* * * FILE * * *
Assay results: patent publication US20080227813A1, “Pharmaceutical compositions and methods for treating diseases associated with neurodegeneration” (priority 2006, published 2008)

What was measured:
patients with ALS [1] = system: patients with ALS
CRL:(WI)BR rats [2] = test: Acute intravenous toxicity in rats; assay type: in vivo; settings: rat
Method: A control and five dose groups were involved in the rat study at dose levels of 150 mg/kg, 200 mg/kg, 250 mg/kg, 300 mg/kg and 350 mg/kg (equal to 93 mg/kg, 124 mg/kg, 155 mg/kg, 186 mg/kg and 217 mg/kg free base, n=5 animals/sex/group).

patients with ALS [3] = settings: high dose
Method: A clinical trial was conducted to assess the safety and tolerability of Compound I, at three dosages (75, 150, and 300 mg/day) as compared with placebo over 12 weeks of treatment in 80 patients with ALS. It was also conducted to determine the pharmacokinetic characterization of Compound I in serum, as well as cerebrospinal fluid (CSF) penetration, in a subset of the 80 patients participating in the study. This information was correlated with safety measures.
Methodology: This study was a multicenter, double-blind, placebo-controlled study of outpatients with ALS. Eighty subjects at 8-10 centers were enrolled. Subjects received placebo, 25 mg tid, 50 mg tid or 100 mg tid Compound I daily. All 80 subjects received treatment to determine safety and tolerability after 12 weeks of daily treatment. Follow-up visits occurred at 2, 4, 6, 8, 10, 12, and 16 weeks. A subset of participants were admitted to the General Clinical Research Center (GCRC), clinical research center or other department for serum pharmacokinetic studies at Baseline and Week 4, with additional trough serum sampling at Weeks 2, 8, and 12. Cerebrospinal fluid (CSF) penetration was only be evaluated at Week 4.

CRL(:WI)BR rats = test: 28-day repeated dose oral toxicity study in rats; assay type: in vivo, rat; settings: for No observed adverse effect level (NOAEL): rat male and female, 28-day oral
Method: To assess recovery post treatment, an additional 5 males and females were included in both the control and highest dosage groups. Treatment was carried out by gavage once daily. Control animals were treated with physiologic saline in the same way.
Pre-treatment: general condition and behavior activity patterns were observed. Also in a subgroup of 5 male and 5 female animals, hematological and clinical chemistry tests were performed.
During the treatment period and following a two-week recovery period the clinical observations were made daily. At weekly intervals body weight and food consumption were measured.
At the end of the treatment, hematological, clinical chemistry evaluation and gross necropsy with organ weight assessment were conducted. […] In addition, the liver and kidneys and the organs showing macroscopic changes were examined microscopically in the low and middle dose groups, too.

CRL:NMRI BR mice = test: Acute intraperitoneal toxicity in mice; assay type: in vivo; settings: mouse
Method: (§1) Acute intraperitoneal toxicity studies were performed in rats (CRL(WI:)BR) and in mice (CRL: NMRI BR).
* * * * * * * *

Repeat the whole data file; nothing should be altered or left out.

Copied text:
Assay results: patent publication US20080227813A1, “Pharmaceutical compositions and methods for treating diseases associated with neurodegeneration” (priority 2006, published 2008)

What was measured:
patients with ALS [1] = system: patients with ALS
CRL:(WI)BR rats [2] = test: Acute intravenous toxicity in rats; assay type: in vivo; settings: rat
Method: A control and five dose groups were involved in the rat study at dose levels of 150 mg/kg, 200 mg/kg, 250 mg/kg, 300 mg/kg and 350 mg/kg (equal to 93 mg/kg, 124 mg/kg, 155 mg/kg, 186 mg/kg and 217 mg/kg free base, n=5 animals/sex/group).

patients with ALS [3] = settings: high dose
Method: A clinical trial was conducted to assess the safety and tolerability of Compound I, at three dosages (75, 150, and 300 mg/day) as compared with placebo over 12 weeks of treatment in 80 patients with ALS. It was also conducted to determine the pharmacokinetic characterization of Compound I in serum, as well as cerebrospinal fluid (CSF) penetration, in a subset of the 80 patients participating in the study. This information was correlated with safety measures.
Methodology: This study was a multicenter, double-blind, placebo-controlled study of outpatients with ALS. Eighty subjects at 8-10 centers were enrolled. Subjects received placebo, 25 mg tid, 50 mg tid or 100 mg tid Compound I daily. All 80 subjects received treatment to determine safety and tolerability after 12 weeks of daily treatment. Follow-up visits occurred at 2, 4, 6, 8, 10, 12, and 16 weeks. A subset of participants were admitted to the General Clinical Research Center (GCRC), clinical research center or other department for serum pharmacokinetic studies at Baseline and Week 4, with additional trough serum sampling at Weeks 2, 8, and 12. Cerebrospinal fluid (CSF) penetration was only be evaluated at Week 4.

CRL(:WI)BR rats = test: 28-day repeated dose oral toxicity study in rats; assay type: in vivo, rat; settings: for No observed adverse effect level (NOAEL): rat male and female, 28-day oral
Method: To assess recovery post treatment, an additional 5 males and females were included in both the control and highest dosage groups. Treatment was carried out by gavage once daily. Control animals were treated with physiologic saline in the same way.
Pre-treatment: general condition and behavior activity patterns were observed. Also in a subgroup of 5 male and 5 female animals, hematological and clinical chemistry tests were performed.
During the treatment period and following a two-week recovery period the clinical observations were made daily. At weekly intervals body weight and food consumption were measured.
At the end of the treatment, hematological, clinical chemistry evaluation and gross necropsy with organ weight assessment were conducted. […] In addition, the liver and kidneys and the organs showing macroscopic changes were examined microscopically in the low and middle dose groups, too.

CRL:NMRI BR mice = test: Acute intraperitoneal toxicity in mice; assay type: in vivo; settings: mouse
Method: (§1) Acute intraperitoneal toxicity studies were performed in rats (CRL(WI:)BR) and in mice (CRL: NMRI BR).